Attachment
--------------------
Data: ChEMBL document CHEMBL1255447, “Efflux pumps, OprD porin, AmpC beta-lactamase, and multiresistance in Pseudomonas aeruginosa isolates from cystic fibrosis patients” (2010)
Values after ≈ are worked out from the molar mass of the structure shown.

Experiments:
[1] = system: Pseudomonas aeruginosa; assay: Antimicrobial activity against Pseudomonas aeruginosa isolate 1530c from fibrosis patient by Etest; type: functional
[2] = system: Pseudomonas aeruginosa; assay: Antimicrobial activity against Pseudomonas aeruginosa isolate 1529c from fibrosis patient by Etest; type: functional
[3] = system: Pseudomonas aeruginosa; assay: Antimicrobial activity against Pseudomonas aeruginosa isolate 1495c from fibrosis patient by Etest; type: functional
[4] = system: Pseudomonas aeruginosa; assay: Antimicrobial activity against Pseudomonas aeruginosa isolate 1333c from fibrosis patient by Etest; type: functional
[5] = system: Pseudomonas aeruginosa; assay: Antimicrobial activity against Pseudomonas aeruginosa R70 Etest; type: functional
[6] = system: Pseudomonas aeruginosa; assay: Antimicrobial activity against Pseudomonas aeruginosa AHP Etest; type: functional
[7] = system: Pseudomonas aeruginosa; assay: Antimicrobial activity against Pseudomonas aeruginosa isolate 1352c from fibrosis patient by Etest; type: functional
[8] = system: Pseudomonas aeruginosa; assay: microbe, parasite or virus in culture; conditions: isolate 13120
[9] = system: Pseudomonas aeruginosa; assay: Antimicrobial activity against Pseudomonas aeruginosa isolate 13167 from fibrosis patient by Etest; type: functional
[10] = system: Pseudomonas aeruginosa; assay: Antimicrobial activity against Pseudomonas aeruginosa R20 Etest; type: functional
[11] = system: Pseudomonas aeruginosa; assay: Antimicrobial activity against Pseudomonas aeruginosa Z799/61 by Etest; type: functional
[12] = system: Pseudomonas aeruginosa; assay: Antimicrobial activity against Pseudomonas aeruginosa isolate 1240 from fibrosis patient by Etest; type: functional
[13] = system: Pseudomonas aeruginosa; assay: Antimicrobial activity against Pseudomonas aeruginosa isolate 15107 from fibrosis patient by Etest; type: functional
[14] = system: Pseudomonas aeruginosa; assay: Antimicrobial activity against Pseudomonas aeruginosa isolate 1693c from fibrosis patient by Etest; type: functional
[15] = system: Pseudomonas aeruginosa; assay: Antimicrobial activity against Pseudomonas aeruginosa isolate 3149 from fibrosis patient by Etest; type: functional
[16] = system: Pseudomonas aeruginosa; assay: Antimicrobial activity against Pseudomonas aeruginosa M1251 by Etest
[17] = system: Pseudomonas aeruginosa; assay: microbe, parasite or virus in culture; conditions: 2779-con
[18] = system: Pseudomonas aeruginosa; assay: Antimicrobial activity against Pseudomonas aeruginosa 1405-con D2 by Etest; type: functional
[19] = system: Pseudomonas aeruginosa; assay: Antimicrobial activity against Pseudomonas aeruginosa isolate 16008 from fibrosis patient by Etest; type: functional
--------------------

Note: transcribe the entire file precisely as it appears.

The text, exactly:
Data: ChEMBL document CHEMBL1255447, “Efflux pumps, OprD porin, AmpC beta-lactamase, and multiresistance in Pseudomonas aeruginosa isolates from cystic fibrosis patients” (2010)
Values after ≈ are worked out from the molar mass of the structure shown.

Experiments:
[1] = system: Pseudomonas aeruginosa; assay: Antimicrobial activity against Pseudomonas aeruginosa isolate 1530c from fibrosis patient by Etest; type: functional
[2] = system: Pseudomonas aeruginosa; assay: Antimicrobial activity against Pseudomonas aeruginosa isolate 1529c from fibrosis patient by Etest; type: functional
[3] = system: Pseudomonas aeruginosa; assay: Antimicrobial activity against Pseudomonas aeruginosa isolate 1495c from fibrosis patient by Etest; type: functional
[4] = system: Pseudomonas aeruginosa; assay: Antimicrobial activity against Pseudomonas aeruginosa isolate 1333c from fibrosis patient by Etest; type: functional
[5] = system: Pseudomonas aeruginosa; assay: Antimicrobial activity against Pseudomonas aeruginosa R70 Etest; type: functional
[6] = system: Pseudomonas aeruginosa; assay: Antimicrobial activity against Pseudomonas aeruginosa AHP Etest; type: functional
[7] = system: Pseudomonas aeruginosa; assay: Antimicrobial activity against Pseudomonas aeruginosa isolate 1352c from fibrosis patient by Etest; type: functional
[8] = system: Pseudomonas aeruginosa; assay: microbe, parasite or virus in culture; conditions: isolate 13120
[9] = system: Pseudomonas aeruginosa; assay: Antimicrobial activity against Pseudomonas aeruginosa isolate 13167 from fibrosis patient by Etest; type: functional
[10] = system: Pseudomonas aeruginosa; assay: Antimicrobial activity against Pseudomonas aeruginosa R20 Etest; type: functional
[11] = system: Pseudomonas aeruginosa; assay: Antimicrobial activity against Pseudomonas aeruginosa Z799/61 by Etest; type: functional
[12] = system: Pseudomonas aeruginosa; assay: Antimicrobial activity against Pseudomonas aeruginosa isolate 1240 from fibrosis patient by Etest; type: functional
[13] = system: Pseudomonas aeruginosa; assay: Antimicrobial activity against Pseudomonas aeruginosa isolate 15107 from fibrosis patient by Etest; type: functional
[14] = system: Pseudomonas aeruginosa; assay: Antimicrobial activity against Pseudomonas aeruginosa isolate 1693c from fibrosis patient by Etest; type: functional
[15] = system: Pseudomonas aeruginosa; assay: Antimicrobial activity against Pseudomonas aeruginosa isolate 3149 from fibrosis patient by Etest; type: functional
[16] = system: Pseudomonas aeruginosa; assay: Antimicrobial activity against Pseudomonas aeruginosa M1251 by Etest
[17] = system: Pseudomonas aeruginosa; assay: microbe, parasite or virus in culture; conditions: 2779-con
[18] = system: Pseudomonas aeruginosa; assay: Antimicrobial activity against Pseudomonas aeruginosa 1405-con D2 by Etest; type: functional
[19] = system: Pseudomonas aeruginosa; assay: Antimicrobial activity against Pseudomonas aeruginosa isolate 16008 from fibrosis patient by Etest; type: functional